Introductory Seminar in the Historiography of Technology
Drs. Lakwete and Trimble
Fall 2010; History Department Seminar Room; Friday 1-3:50

Common Readings:
Michael Adas, Machines as the Measure of Men (1990)
Wiebe Bijker, et al., The Social Construction of Technological Systems (1989)
David Hounshell, From the American System to Mass Production (1984)
Thomas P. Hughes, Networks of Power: Electrification in Western Society (1983)
Thomas S. Kuhn, The Structure of Scientific Revolutions, 3d ed. (1996)
Joel Mokyr, The British Industrial Revolution, 2d ed. (1999)
David F. Noble, The Religion of Technology: The Divinity of Man and the Spirit of Invention (1999)
Arnold Pacey, The Maze of Ingenuity: Ideas and Idealism in the Development of Technology, 2d ed. (1992)
Mary Lynn Rampolla, A Pocket Guide to Writing in History, 6th ed. (2009)

There are two primary objectives to this course. The first is to give the participant a basic understanding of the historiography of technology. This will prepare you for your own readings and independent research in the field and will provide enough understanding of the field to apply to future research seminars in the history of technology or for teaching courses in the subject. The second objective is to give you a knowledge of the literature that can be a starting point for the reading you will need to do for your PhD preliminary exams. These dual objectives mean that participants should be prepared to do a great deal of reading in this course.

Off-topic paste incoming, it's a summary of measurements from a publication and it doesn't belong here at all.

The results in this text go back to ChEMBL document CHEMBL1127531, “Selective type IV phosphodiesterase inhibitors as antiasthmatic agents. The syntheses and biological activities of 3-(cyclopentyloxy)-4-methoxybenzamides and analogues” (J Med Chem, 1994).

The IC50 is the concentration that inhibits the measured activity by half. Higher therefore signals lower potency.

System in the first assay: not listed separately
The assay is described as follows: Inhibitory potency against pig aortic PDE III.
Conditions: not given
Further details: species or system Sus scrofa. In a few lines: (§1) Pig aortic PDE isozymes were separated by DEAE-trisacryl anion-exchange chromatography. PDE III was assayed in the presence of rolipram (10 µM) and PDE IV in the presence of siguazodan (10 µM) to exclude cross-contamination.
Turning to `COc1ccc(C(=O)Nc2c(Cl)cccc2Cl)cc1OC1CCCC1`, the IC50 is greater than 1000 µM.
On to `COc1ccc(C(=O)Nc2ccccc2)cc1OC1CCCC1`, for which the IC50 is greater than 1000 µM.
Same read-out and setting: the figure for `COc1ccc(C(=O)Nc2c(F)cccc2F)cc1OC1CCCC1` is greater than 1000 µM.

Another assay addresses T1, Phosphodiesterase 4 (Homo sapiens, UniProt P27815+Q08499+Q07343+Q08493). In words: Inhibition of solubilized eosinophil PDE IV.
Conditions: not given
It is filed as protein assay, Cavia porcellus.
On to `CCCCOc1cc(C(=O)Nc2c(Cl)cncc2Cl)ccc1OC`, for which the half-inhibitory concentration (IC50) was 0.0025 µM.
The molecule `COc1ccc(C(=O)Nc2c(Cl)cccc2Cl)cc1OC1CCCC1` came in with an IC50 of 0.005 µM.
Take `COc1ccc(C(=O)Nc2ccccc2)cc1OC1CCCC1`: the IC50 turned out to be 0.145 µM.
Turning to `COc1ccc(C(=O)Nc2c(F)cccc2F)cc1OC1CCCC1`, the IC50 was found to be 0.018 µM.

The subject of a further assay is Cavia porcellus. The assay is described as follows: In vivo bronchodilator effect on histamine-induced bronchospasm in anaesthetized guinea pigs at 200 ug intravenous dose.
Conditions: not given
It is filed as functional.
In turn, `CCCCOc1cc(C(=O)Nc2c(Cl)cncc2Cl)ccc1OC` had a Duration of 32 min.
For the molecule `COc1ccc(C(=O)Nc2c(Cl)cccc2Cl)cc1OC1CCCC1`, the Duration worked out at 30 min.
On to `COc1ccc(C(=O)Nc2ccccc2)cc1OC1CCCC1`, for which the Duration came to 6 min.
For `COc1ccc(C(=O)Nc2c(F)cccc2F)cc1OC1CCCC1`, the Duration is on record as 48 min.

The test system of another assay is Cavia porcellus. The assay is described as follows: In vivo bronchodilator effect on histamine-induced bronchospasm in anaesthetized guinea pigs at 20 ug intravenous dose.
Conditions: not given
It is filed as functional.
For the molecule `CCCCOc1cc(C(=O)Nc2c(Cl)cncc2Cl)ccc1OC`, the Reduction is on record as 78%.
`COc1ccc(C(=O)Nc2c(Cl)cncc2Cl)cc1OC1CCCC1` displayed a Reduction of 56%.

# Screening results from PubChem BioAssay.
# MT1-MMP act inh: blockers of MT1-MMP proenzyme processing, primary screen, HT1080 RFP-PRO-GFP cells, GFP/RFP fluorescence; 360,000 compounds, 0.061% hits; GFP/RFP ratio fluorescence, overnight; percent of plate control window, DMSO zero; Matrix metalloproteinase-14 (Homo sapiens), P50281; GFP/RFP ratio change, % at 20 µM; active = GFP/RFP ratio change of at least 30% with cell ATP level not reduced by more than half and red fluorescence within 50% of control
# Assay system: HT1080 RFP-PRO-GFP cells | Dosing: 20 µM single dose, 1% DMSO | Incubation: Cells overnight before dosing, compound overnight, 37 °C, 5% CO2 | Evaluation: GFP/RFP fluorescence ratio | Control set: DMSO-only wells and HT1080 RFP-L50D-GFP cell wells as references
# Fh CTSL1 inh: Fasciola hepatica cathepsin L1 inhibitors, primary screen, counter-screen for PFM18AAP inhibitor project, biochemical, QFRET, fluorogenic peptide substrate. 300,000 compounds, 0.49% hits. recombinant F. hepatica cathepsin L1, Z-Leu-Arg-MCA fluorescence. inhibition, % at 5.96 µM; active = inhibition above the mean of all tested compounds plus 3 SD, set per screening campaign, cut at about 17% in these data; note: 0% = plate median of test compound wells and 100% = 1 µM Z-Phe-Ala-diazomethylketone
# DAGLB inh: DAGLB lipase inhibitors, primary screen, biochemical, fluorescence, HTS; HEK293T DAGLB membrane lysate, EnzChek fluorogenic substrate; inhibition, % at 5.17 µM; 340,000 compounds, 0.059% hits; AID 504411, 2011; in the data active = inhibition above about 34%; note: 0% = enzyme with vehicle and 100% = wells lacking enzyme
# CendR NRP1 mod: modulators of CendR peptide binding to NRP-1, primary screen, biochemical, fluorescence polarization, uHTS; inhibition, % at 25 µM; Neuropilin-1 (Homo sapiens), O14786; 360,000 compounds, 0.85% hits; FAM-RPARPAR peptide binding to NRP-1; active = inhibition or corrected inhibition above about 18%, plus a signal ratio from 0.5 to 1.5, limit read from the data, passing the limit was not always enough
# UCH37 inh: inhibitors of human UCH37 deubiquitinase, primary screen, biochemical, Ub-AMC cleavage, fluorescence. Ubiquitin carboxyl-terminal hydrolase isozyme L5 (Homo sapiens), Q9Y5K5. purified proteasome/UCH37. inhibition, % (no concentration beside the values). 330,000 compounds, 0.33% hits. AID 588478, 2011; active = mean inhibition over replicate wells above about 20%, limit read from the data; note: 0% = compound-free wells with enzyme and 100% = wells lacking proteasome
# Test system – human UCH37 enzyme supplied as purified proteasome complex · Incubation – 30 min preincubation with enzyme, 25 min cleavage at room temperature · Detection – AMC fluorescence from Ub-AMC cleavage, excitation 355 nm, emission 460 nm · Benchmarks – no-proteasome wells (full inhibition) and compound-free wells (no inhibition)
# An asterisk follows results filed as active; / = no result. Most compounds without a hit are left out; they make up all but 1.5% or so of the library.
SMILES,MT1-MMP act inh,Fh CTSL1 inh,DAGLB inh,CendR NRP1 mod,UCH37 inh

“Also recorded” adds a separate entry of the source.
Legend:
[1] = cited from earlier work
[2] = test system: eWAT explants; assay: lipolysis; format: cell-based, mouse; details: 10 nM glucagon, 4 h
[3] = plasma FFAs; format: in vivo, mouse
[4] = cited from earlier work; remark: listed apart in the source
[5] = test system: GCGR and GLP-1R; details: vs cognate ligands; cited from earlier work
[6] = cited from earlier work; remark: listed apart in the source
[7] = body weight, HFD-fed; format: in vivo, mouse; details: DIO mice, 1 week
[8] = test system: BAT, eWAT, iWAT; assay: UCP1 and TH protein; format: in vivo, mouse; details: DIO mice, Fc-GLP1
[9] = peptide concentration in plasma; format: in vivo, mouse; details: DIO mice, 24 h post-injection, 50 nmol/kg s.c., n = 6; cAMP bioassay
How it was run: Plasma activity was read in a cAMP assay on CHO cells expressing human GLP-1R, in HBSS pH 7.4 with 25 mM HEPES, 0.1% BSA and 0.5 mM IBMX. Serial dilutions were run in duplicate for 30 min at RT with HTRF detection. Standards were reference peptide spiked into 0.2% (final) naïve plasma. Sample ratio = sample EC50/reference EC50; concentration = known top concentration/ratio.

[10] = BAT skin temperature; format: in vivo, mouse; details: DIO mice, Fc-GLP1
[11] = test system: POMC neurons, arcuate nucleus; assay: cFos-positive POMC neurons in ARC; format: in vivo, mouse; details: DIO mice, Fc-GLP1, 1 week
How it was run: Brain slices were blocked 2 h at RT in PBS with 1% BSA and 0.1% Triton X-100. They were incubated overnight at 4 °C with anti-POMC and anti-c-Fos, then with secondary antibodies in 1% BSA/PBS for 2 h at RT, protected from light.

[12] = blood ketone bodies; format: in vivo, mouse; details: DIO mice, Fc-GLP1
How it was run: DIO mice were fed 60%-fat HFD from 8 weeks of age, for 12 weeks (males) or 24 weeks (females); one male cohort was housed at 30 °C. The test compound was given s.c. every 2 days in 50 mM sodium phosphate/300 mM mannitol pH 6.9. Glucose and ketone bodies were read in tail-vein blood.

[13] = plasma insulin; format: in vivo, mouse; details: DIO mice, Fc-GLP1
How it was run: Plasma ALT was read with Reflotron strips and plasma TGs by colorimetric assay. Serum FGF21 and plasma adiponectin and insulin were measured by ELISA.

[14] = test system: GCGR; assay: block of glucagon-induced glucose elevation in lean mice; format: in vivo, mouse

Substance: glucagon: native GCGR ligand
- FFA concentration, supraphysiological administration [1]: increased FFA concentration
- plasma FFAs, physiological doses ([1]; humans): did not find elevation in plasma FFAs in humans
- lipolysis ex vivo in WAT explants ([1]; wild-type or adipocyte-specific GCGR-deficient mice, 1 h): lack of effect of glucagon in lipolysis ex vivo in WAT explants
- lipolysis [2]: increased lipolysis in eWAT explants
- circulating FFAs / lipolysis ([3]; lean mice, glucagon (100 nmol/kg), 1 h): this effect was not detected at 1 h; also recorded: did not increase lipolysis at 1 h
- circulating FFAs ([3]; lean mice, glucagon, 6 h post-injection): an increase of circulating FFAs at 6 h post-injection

It is important for persons taking this course to understand that it is placed at a higher conceptual level than courses they may have had at the undergraduate level. Because the course is strongly discussion-oriented, participants will have to make sure that they have done the reading before each class and they must be prepared to discuss various issues and questions raised by the material they have read. Informed participation based on knowledge of the topic is vital if you are to do well in this course. The course will require a good deal of thinking, thorough preparation, and above all, critical analysis.

Grades will be determined by the class member's performance in seminar discussions, brief written answers to questions (weekly), and a 15-20-page historiographic essay.

25% Class participation (précis, discussion)
15 % Exercises
15% Presentations
45% Historiographic essay
100% Total

Participants in the seminar should be aware that there will be strict deadlines for the coursework. There will be no incompletes given in the course. Failure to complete required portions of the course or missing deadlines will in all likelihood mean that the class member will fail the course. Participants should also note that the seminar meetings are the focal point of the course and that they should not under any circumstances miss any of the meetings.